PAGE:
A business may elect a lump-sum fixed payment as an alternative to accepting the actual cost of their move. This payment is an amount between $1,000 and $20,000 for those displaced businesses that either believe that the fixed payment is a more simplified method of compensation or a sufficient amount of money without having to document details. This payment is based on the net earnings of the business and is not directly related to the intensity or complexity of the business move. It is an easy alternative for those businesses that have relatively simple moves to make , involving minor displacement of personal property.
Obviously, the higher the upper limit for this payment is adjusted, the greater the number of businesses that would be attracted to this alternative payment. Since the payment is based solely on the net earnings of the business, there are tax analysis implications which must be considered, such as the components and definition of net taxable income. The FHWA has traditionally given guidance that net earnings include actual reportable annual net profit, plus any compensation paid to the owner of the business (including the owner’s spouse and dependents).
When calculating net income, there is some room for discussion regarding whether net depreciation of capital assets should also be added into the definition of net income. Depreciation is not a cash expense to a business; it is an allowable deductible expense that reduces the taxable net income. In any particular tax year, the dollar amount of capital depreciation as shown on the business tax form represents more of a tax accounting tool, rather than a cash expense in that tax year. As an example, it is possible for two identical businesses, such as restaurants, to elect different depreciation methods for capital assets. The business owner who elects the straight-line depreciation method shows a higher net income than the one who elects an accelerated depreciation, and would be eligible for a higher fixed payment. Both business owners are using a legal process to compute taxable net income, however, the business owner claiming accelerated depreciation would be penalized by having a lower "profit" reflected on the tax information used to compute the fixed payment. For the purposes of determining "annual net earnings," it is reasonable to disregard the capital depreciation expense, which serves to reduce net earnings, in the net income calculation.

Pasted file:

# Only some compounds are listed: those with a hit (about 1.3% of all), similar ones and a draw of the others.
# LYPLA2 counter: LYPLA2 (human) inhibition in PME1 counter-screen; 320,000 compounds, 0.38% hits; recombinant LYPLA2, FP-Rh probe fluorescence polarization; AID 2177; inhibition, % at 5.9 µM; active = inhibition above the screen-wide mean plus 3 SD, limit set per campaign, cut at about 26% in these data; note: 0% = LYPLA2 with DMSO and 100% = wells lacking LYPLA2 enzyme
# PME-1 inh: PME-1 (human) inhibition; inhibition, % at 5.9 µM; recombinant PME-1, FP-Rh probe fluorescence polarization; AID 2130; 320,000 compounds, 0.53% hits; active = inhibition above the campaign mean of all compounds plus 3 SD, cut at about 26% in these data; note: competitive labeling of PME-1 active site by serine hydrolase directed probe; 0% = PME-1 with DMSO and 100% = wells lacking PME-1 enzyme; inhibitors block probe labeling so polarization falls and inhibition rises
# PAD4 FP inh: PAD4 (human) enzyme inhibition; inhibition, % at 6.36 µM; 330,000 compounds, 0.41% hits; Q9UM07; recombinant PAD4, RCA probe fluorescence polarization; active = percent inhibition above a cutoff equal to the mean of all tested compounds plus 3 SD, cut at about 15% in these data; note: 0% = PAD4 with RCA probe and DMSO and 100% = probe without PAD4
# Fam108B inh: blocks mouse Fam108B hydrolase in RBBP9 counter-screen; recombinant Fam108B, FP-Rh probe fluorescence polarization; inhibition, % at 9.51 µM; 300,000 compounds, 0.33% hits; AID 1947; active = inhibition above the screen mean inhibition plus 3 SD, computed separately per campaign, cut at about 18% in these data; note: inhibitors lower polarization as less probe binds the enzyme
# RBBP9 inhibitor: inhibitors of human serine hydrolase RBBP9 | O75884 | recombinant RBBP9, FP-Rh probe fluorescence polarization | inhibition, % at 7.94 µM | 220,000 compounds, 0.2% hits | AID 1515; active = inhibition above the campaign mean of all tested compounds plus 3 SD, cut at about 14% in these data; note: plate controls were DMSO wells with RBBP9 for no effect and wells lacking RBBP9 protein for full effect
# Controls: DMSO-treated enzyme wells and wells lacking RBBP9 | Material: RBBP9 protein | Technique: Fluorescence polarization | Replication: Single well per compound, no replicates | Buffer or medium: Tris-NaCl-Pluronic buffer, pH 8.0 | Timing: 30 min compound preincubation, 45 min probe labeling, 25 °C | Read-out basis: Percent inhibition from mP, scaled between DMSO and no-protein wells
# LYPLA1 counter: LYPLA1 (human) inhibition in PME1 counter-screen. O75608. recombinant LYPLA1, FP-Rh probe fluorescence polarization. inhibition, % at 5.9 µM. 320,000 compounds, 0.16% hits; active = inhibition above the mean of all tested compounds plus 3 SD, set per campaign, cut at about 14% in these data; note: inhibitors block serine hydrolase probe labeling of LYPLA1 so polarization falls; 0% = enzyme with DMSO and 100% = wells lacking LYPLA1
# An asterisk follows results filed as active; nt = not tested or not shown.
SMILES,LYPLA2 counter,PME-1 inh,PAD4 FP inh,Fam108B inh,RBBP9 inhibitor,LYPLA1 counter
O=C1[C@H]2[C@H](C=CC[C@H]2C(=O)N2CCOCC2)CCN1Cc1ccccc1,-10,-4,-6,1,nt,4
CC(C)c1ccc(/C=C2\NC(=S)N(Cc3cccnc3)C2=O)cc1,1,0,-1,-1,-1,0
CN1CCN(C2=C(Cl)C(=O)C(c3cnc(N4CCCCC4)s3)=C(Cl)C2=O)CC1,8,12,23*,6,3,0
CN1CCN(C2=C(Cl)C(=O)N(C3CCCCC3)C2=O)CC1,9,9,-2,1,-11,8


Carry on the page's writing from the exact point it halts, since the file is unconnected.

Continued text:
The Survey of Current Status of Business Relocation Payment Limits cited above indicates that five states have specifically raised their cap on the fixed payment through legislative means. Two states now have a limit of $60,000; two states have a limit of $75,000; and one state has a limit of $100,000. (A sixth state allows for the fixed payment to be paid in addition to the actual move cost). This research study included businesses in one state that currently has a $60,000 limit and one state that currently has a $75,000 limit.
While this is a popular method of compensation for qualifying businesses due to its ease of calculation, there are equality considerations that come into play as the payment’s upper limit is increased. For example, a small office type business (lawyer, insurance sales, travel agency, etc.) with high net earnings could possibly qualify for whatever upper limit is established, while incurring only a few thousand dollars in total moving expenses. Any intention to raise this payment should take into consideration the balance between ease and simplicity of payment versus potential excess payments for relatively uncomplicated moves.
During the relocation file reviews, 80 of the total 244 moving cost claims (33%) involved fixed payments. The research team interviewed 41 of these 80 fixed payment business owner/operators (51%). The relatively low percentage of interviews is due to the fact that a much higher percentage of those business owner/operators who took this payment did not actually reestablish their business at a new location. Since these owner/operators closed their businesses, it made it much more difficult to try to locate and contact them several years later. Virtually all of the owner/operators who chose the fixed payment, and were interviewed, were satisfied with the payment calculation. If they had not been satisfied that the fixed payment was providing adequate compensation, they could have opted for an actual cost reimbursement for their moving expenses.